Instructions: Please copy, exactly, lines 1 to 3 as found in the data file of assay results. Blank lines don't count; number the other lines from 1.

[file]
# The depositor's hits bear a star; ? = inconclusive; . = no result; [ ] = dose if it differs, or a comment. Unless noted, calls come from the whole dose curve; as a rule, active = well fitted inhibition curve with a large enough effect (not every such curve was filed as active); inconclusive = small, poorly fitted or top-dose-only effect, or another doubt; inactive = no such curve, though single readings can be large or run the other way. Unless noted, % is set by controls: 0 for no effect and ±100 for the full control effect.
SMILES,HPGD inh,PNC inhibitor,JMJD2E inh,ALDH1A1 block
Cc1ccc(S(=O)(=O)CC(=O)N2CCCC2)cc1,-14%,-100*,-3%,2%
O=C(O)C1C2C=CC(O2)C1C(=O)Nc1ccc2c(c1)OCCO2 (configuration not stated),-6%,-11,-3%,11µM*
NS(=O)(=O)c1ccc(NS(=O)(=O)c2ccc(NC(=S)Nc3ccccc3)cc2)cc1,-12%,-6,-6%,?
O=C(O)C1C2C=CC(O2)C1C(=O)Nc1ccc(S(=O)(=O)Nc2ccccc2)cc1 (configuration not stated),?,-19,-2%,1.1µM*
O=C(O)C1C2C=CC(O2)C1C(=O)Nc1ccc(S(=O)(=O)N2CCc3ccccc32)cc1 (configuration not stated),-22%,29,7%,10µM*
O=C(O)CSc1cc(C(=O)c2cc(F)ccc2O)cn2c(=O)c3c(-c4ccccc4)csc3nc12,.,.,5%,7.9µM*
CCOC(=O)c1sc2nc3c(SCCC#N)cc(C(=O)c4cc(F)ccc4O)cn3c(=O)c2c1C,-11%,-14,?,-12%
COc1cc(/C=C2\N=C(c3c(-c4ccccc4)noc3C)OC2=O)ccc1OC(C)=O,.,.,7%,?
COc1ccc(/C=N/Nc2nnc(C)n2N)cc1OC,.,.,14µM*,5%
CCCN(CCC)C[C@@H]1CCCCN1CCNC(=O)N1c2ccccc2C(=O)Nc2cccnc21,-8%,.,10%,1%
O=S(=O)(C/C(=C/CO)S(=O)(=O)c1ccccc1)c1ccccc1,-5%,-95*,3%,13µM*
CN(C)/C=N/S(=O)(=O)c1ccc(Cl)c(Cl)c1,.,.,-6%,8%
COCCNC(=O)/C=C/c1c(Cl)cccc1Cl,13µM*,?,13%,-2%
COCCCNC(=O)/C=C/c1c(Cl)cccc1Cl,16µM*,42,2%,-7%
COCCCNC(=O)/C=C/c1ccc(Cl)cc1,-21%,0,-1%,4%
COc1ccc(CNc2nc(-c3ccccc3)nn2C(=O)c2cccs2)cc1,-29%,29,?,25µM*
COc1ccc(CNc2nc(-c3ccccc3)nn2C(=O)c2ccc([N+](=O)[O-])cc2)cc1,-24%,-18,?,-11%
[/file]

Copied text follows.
# The depositor's hits bear a star; ? = inconclusive; . = no result; [ ] = dose if it differs, or a comment. Unless noted, calls come from the whole dose curve; as a rule, active = well fitted inhibition curve with a large enough effect (not every such curve was filed as active); inconclusive = small, poorly fitted or top-dose-only effect, or another doubt; inactive = no such curve, though single readings can be large or run the other way. Unless noted, % is set by controls: 0 for no effect and ±100 for the full control effect.
SMILES,HPGD inh,PNC inhibitor,JMJD2E inh,ALDH1A1 block
Cc1ccc(S(=O)(=O)CC(=O)N2CCCC2)cc1,-14%,-100*,-3%,2%